Tuesday, October 10, 2006
A rare duck indeed
So it was my turn to don the mantle of "The Reluctant Gourmet" in the conspicuous absence of the Great Gourmet and Grand Gourmand, our own Peter Kleinman. And we had killed more than a few ducks on our opening day at Black Lake, 2006. ( I hope those stories are forthcoming.)
The menu was hoped to be elegant yet simple. Pan-seared duck and wild rice, a nice Finger Lakes wine, and a mixed greens salad with viniagrette. After a misfire with the finicky gas stove at "our" lodge over looking the Narrows of Black Lake, called Lakewood, I was off and cooking. Things went right and dinner was served...or at least that was how it could have been.
For the record, and in my defense, naturally, I felt I would do my good comrades in arms some small service in at least providing justification for my culinary choices, said choices having been foisted upon two unlucky comrades at least one other time.
According to L. P. De Gouy, author of the Bible of wild fish and game culinary artistry The Derrydale Cook Book of Fish and Game (1937), "The different methods of preparation of all the wild ducks including mallard, canvasback, and ruddy ducks, may be applied to the teal duck. Without exception, wild ducks should be cooked and served rare" (p.113). De Gouy goes on to say, "I have no apostolic (should we say academic instead) avocation, but if I had been a missionary instead of a chef, it would have been most certainly my irresistable duty to convert the culinary barbarism, the vandals, who under the pretense of enjoying a duck, be it wild or domestic, begin to bleed completely this delicious bird. They most certainly do not know that the duck. above all its excellent gifts in cookery, is a philosopher (my emphasis) and as such never worries, never frets, and never loses its presence of mind, having a sort of knowledge that it was born to end in a pot for the enjoyment of the human species. Then why throw away (or cook away) what is best, what is most precious in it--its blood?"(p. 126).
Irma Rombauer, the author of the bible of all cooking, The Joy of Cooking (I have the 1995 version) echoes the sentiment above when she writes "...most dark fowl is cooked vert-cuit or saignant, that is, roasted brown on the outside under high heat, but still rare and running with juice and blood within" (p. 436).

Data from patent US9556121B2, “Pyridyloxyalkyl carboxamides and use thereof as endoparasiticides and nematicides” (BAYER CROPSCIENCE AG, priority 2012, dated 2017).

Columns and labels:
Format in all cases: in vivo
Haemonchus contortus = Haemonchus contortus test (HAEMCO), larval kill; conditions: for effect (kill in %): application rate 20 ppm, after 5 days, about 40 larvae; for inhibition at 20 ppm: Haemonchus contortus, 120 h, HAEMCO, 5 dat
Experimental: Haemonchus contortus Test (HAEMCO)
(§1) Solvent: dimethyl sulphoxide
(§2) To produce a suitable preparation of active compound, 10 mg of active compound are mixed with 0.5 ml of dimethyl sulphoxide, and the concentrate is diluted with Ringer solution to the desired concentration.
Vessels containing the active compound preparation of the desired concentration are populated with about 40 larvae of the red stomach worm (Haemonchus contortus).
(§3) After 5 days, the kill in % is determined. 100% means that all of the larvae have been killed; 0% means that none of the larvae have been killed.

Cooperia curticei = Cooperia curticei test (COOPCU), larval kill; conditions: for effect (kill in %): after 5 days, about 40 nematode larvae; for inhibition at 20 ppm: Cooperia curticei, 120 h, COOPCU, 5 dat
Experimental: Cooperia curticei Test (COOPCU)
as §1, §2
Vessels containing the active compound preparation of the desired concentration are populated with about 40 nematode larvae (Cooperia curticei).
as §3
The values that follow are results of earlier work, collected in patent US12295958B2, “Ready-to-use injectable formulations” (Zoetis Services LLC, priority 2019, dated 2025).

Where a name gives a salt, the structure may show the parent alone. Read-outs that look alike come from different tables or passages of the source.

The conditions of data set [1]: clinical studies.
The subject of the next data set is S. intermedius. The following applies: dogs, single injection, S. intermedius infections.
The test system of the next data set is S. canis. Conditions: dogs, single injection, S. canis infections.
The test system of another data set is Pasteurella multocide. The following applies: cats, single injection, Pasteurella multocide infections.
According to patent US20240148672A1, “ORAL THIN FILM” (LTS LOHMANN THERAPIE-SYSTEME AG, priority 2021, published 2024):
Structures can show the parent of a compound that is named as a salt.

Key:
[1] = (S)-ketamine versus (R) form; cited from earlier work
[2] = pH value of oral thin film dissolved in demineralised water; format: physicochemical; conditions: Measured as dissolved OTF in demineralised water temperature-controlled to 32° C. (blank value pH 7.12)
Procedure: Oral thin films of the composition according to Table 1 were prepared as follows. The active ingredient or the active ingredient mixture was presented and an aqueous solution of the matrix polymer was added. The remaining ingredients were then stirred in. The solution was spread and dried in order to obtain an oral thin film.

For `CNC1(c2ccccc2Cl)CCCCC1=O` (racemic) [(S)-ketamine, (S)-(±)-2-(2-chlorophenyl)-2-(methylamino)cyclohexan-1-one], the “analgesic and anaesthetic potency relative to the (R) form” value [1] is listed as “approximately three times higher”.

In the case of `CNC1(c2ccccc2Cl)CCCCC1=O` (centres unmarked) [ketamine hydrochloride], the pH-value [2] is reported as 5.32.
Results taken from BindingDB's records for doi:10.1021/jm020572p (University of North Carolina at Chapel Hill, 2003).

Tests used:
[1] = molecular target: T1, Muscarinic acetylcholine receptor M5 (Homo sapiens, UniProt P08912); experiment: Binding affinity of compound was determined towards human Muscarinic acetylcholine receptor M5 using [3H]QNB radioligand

So I didn’t break any rules. No breech in culinary tradition, cultural norms or mores. But Taste, Taste is a finicky thing. There is of course the way food tastes. That kind of taste is comprised of five primary senses detected on the palate. They are salt, sour, sweet, bitter, and "umami"-a Japanese word describing a savory essence. All foods exhibit one or more of these components. Then there is Taste.
Taste (according to Wikipedia) refers to appreciation for aesthetic quality, significantly applying the purely physical term to an intellectual quality. In such contexts Taste begins to be used in a metaphorical sense to refer to certain degrees of cultural competence, closely related to the concept of discrimination; it can set distinctions between "tasteful" and "tasteless" or the embodiments of "good taste" or "bad taste", thus providing categories for social division and reinforcing cultural hierarchy.
So, Taste came into play at Duck Camp. Put simply, no matter what culinary luminaries like De Gouy and Rombauer have to say about internal temperatures of duck breast, the Band of Brothers at Black Lake Duck Camp insisted that red inside was tantamount to cultural incompetence and in bad taste, thus reinforcing a social hierarchy, in which I, the cook, was commanded to return to my post immediately and remedy the transgression post haste, which I dutifully did. I did my best to salvage the duck meal, but felt the sting of having been besmirched. Worse, this was a repeat performance, as I had served rare duck once before, with similar reviews, as I mentioned earlier. And of course, we are now dealing with the specter of Avian Bird Flu, complicating the Duck tar-tar issue considerably.
So here it is, my mea culpa. I am guilty of the aforementioned breech of taste, at least that of the Black Lake Band of Brothers, for which I humbly repent. I promise I will never burden my friends with bloody duck breasts again, so help me God.